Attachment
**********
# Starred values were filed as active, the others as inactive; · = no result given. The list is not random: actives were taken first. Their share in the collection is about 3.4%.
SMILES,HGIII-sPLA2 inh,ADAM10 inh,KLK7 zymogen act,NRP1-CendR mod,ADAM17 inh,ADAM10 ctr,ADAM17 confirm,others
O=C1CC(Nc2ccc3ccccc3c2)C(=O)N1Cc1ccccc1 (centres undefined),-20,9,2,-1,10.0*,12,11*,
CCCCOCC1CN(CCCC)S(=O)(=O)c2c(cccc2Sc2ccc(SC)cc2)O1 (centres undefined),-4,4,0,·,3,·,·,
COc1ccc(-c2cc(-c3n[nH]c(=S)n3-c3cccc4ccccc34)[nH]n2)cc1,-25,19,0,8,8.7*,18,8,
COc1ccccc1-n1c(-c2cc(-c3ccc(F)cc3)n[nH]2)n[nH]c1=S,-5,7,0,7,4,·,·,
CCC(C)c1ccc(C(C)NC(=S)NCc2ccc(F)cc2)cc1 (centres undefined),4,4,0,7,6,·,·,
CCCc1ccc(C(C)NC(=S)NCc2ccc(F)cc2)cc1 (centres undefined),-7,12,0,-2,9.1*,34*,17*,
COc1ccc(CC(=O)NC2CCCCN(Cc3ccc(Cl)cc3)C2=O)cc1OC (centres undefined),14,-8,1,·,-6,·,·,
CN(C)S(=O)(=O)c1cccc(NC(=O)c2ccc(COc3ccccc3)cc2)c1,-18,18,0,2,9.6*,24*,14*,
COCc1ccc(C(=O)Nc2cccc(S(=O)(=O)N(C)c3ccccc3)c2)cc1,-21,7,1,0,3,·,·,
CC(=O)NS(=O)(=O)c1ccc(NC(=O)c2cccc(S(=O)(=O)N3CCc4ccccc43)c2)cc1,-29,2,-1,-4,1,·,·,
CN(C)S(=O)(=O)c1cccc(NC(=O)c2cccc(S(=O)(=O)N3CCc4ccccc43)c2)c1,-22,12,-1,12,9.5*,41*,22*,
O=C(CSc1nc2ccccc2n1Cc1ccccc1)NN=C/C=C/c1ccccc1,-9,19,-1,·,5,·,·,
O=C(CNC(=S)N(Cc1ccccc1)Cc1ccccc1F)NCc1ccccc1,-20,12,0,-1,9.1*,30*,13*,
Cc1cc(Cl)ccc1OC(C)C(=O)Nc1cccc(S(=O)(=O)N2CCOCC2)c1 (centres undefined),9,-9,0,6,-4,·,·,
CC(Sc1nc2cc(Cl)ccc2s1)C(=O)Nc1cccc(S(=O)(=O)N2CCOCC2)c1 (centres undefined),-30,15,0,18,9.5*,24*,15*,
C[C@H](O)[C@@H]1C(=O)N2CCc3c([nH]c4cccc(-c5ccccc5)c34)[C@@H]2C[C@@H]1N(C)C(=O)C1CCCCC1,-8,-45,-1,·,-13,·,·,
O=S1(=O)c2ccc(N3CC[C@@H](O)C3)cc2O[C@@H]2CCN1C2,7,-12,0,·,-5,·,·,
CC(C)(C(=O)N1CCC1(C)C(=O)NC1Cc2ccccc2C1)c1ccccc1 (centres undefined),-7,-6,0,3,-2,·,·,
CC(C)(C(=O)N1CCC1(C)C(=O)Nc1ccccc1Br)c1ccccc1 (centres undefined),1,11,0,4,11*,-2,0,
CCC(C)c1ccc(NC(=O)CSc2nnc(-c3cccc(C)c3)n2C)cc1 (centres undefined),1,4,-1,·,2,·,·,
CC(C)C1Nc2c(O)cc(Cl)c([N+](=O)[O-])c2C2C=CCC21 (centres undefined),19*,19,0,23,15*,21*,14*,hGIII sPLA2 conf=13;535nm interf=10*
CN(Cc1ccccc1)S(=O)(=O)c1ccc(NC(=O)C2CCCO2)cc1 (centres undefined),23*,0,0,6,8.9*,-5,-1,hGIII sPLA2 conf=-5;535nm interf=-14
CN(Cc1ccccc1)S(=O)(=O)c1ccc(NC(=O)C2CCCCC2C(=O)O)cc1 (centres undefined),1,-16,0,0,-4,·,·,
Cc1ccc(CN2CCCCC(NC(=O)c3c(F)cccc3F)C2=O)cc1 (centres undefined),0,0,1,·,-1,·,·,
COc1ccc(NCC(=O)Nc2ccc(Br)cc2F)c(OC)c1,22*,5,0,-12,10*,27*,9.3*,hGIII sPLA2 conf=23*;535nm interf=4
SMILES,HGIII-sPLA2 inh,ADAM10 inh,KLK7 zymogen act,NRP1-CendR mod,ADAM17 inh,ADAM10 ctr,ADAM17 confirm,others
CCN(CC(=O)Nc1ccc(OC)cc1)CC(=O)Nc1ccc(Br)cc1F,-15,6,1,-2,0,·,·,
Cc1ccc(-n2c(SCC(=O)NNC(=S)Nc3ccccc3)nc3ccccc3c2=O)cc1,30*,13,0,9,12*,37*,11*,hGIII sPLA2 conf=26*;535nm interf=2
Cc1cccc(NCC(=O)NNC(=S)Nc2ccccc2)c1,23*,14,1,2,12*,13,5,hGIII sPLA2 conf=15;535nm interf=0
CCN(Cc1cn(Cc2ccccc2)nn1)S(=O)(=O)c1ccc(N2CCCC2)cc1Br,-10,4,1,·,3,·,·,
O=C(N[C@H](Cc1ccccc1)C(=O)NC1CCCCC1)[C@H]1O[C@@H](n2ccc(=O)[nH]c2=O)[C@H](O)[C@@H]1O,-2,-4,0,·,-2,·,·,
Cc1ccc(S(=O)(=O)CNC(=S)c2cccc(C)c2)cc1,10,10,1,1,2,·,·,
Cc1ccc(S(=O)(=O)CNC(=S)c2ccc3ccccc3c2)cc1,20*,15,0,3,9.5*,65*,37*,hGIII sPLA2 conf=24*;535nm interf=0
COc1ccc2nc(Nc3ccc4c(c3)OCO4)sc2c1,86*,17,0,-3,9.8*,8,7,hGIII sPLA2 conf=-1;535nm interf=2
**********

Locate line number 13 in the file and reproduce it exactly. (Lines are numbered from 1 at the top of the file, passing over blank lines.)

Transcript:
CN(C)S(=O)(=O)c1cccc(NC(=O)c2cccc(S(=O)(=O)N3CCc4ccccc43)c2)c1,-22,12,-1,12,9.5*,41*,22*,